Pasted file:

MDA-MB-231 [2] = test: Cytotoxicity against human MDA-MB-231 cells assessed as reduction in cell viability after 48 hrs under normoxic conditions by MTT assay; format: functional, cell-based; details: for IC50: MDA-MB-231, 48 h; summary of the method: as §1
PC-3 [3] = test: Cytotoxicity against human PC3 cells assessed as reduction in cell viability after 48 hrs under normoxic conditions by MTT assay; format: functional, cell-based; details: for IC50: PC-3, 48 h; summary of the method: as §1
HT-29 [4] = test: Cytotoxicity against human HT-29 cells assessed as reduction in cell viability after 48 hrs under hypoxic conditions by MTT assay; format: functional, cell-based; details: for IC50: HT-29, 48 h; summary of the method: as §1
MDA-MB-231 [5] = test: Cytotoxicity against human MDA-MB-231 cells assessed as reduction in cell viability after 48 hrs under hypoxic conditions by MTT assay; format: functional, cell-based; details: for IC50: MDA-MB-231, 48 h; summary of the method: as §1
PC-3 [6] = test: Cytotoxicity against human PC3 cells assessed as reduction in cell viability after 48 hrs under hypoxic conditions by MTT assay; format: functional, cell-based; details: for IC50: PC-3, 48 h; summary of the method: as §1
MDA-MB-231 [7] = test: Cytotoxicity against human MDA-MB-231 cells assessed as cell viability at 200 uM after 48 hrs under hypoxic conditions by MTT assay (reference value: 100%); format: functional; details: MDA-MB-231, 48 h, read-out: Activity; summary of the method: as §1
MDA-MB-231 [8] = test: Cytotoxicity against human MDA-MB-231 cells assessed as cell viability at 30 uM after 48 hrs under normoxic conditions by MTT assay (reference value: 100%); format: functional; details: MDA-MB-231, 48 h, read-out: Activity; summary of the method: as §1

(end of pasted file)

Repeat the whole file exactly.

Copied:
MDA-MB-231 [2] = test: Cytotoxicity against human MDA-MB-231 cells assessed as reduction in cell viability after 48 hrs under normoxic conditions by MTT assay; format: functional, cell-based; details: for IC50: MDA-MB-231, 48 h; summary of the method: as §1
PC-3 [3] = test: Cytotoxicity against human PC3 cells assessed as reduction in cell viability after 48 hrs under normoxic conditions by MTT assay; format: functional, cell-based; details: for IC50: PC-3, 48 h; summary of the method: as §1
HT-29 [4] = test: Cytotoxicity against human HT-29 cells assessed as reduction in cell viability after 48 hrs under hypoxic conditions by MTT assay; format: functional, cell-based; details: for IC50: HT-29, 48 h; summary of the method: as §1
MDA-MB-231 [5] = test: Cytotoxicity against human MDA-MB-231 cells assessed as reduction in cell viability after 48 hrs under hypoxic conditions by MTT assay; format: functional, cell-based; details: for IC50: MDA-MB-231, 48 h; summary of the method: as §1
PC-3 [6] = test: Cytotoxicity against human PC3 cells assessed as reduction in cell viability after 48 hrs under hypoxic conditions by MTT assay; format: functional, cell-based; details: for IC50: PC-3, 48 h; summary of the method: as §1
MDA-MB-231 [7] = test: Cytotoxicity against human MDA-MB-231 cells assessed as cell viability at 200 uM after 48 hrs under hypoxic conditions by MTT assay (reference value: 100%); format: functional; details: MDA-MB-231, 48 h, read-out: Activity; summary of the method: as §1
MDA-MB-231 [8] = test: Cytotoxicity against human MDA-MB-231 cells assessed as cell viability at 30 uM after 48 hrs under normoxic conditions by MTT assay (reference value: 100%); format: functional; details: MDA-MB-231, 48 h, read-out: Activity; summary of the method: as §1